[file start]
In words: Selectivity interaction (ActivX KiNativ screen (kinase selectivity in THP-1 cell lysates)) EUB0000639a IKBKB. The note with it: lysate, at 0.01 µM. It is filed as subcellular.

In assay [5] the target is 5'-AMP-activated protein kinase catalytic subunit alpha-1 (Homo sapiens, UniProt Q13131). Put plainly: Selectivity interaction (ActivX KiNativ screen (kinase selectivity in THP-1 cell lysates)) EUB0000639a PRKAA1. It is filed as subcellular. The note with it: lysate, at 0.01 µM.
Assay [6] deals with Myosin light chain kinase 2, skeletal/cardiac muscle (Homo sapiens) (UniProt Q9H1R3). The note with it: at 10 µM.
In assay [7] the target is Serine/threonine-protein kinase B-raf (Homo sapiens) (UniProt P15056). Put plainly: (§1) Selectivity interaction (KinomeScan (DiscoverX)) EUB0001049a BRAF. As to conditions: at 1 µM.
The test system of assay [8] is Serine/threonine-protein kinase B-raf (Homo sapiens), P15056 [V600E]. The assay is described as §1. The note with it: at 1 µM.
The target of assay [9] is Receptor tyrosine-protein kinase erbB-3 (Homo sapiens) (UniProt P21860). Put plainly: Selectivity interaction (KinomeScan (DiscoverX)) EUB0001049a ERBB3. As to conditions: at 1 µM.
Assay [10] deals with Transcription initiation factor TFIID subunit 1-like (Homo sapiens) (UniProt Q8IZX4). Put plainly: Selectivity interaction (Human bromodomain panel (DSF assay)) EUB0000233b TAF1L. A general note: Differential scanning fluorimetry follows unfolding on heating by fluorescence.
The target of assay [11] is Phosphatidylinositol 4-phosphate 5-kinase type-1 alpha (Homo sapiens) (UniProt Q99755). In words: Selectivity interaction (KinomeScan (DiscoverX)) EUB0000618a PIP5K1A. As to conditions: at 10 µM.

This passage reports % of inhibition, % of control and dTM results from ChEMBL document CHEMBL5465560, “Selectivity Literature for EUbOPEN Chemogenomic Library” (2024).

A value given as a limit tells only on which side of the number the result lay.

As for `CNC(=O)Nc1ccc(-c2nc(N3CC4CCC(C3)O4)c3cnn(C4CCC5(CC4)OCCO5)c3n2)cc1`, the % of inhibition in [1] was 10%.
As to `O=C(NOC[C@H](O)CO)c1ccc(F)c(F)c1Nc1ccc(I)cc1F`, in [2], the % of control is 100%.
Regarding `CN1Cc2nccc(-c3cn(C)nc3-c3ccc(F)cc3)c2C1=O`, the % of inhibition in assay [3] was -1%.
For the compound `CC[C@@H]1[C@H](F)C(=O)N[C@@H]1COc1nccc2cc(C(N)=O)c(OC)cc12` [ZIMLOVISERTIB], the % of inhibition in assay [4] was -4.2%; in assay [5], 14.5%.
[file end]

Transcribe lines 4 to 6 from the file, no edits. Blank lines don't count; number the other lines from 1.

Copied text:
In assay [7] the target is Serine/threonine-protein kinase B-raf (Homo sapiens) (UniProt P15056). Put plainly: (§1) Selectivity interaction (KinomeScan (DiscoverX)) EUB0001049a BRAF. As to conditions: at 1 µM.
The test system of assay [8] is Serine/threonine-protein kinase B-raf (Homo sapiens), P15056 [V600E]. The assay is described as §1. The note with it: at 1 µM.
The target of assay [9] is Receptor tyrosine-protein kinase erbB-3 (Homo sapiens) (UniProt P21860). Put plainly: Selectivity interaction (KinomeScan (DiscoverX)) EUB0001049a ERBB3. As to conditions: at 1 µM.